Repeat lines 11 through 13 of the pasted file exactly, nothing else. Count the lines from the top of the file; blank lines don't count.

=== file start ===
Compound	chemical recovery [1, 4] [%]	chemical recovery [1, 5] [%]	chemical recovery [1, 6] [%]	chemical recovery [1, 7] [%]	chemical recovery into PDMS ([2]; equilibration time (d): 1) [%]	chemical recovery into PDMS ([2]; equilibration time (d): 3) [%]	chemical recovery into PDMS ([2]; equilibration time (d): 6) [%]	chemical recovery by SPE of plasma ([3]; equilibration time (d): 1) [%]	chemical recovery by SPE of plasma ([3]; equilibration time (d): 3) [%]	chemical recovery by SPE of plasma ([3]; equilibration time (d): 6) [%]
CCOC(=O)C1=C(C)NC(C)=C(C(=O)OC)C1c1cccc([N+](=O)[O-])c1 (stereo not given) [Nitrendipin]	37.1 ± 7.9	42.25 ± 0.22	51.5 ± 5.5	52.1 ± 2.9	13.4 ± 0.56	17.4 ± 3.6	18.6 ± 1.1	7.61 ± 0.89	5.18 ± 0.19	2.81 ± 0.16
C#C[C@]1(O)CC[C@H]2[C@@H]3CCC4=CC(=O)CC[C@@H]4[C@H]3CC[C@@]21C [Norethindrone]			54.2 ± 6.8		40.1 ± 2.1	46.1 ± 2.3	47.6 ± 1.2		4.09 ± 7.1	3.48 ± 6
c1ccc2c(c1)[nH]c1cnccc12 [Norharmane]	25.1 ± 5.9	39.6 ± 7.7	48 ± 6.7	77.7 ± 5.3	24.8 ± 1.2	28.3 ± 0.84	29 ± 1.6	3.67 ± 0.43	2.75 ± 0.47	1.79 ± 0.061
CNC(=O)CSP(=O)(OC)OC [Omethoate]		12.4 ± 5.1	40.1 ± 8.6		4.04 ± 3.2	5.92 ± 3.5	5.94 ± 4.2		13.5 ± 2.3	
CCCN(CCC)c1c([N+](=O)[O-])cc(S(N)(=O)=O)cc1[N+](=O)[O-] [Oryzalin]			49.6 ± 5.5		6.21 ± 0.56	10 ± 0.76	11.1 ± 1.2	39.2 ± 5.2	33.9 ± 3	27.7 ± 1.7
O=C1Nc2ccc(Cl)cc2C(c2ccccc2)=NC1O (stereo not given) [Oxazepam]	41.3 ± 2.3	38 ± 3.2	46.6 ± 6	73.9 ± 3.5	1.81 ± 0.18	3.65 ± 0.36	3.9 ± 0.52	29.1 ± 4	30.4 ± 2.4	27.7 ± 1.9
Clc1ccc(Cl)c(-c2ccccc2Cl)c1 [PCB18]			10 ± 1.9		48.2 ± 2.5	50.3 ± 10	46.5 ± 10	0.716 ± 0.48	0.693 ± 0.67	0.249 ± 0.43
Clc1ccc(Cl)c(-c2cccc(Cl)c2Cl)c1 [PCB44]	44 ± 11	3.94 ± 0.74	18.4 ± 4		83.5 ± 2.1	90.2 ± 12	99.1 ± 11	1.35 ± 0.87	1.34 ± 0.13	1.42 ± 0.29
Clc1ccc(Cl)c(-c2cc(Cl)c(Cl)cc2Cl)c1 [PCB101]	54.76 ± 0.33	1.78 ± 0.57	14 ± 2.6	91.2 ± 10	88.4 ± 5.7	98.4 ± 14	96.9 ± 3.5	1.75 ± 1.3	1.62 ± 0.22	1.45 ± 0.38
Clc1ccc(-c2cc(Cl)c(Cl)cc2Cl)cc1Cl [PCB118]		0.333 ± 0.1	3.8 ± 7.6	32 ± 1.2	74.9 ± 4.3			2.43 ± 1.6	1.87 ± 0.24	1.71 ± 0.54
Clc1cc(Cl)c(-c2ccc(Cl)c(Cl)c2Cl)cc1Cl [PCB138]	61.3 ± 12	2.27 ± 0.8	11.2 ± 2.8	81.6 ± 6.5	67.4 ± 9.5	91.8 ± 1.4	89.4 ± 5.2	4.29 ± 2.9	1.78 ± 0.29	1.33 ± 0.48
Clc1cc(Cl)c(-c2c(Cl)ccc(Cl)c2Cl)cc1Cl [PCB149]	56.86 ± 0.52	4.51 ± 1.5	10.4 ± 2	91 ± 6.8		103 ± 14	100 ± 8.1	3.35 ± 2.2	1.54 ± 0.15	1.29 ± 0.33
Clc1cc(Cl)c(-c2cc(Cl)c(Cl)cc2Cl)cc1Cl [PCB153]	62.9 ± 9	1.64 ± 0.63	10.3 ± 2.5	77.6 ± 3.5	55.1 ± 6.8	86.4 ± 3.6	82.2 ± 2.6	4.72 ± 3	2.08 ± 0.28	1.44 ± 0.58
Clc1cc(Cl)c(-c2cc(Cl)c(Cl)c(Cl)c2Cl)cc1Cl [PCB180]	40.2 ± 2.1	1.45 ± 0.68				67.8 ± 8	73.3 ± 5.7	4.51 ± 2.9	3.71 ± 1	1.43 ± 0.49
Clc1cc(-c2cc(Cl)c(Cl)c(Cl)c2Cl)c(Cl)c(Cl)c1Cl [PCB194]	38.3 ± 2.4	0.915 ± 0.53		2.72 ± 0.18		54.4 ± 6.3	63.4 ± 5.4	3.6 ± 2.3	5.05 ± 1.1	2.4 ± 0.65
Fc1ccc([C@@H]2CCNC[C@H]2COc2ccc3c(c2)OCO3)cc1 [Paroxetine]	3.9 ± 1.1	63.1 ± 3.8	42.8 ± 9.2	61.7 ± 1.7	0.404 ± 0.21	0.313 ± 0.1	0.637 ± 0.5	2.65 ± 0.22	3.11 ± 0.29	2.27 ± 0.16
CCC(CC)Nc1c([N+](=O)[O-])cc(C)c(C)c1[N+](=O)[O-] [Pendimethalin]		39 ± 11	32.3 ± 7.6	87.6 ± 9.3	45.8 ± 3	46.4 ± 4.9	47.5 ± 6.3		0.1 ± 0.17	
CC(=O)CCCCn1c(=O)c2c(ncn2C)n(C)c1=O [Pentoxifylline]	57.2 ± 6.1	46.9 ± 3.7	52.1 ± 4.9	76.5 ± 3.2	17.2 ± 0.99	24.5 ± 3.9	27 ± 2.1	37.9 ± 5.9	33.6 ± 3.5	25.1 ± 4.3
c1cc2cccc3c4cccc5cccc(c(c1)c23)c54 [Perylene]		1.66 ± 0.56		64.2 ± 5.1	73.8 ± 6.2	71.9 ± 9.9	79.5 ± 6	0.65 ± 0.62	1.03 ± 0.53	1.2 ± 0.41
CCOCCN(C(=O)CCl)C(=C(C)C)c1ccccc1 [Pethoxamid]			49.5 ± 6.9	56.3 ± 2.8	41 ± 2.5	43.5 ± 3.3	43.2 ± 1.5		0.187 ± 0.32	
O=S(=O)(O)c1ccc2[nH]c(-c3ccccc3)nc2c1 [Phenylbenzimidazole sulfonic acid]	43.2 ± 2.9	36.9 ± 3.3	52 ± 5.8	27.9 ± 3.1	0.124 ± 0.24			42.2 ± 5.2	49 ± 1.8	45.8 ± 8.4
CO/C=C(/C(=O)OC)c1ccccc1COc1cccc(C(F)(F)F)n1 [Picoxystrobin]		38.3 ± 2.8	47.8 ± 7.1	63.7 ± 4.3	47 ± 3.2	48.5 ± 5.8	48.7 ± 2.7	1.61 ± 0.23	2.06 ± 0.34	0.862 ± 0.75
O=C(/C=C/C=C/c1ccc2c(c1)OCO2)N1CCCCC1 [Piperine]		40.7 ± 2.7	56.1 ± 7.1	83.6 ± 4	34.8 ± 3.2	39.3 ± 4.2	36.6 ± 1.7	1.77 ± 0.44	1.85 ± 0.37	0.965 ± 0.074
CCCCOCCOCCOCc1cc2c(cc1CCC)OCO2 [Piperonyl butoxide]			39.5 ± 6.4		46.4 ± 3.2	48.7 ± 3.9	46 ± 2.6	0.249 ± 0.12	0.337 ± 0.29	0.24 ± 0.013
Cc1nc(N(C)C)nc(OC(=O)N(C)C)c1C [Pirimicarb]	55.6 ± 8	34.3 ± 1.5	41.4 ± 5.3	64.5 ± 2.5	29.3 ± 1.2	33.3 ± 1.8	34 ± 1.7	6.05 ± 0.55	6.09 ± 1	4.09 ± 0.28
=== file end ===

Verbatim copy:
Clc1ccc(-c2cc(Cl)c(Cl)cc2Cl)cc1Cl [PCB118]		0.333 ± 0.1	3.8 ± 7.6	32 ± 1.2	74.9 ± 4.3			2.43 ± 1.6	1.87 ± 0.24	1.71 ± 0.54
Clc1cc(Cl)c(-c2ccc(Cl)c(Cl)c2Cl)cc1Cl [PCB138]	61.3 ± 12	2.27 ± 0.8	11.2 ± 2.8	81.6 ± 6.5	67.4 ± 9.5	91.8 ± 1.4	89.4 ± 5.2	4.29 ± 2.9	1.78 ± 0.29	1.33 ± 0.48
Clc1cc(Cl)c(-c2c(Cl)ccc(Cl)c2Cl)cc1Cl [PCB149]	56.86 ± 0.52	4.51 ± 1.5	10.4 ± 2	91 ± 6.8		103 ± 14	100 ± 8.1	3.35 ± 2.2	1.54 ± 0.15	1.29 ± 0.33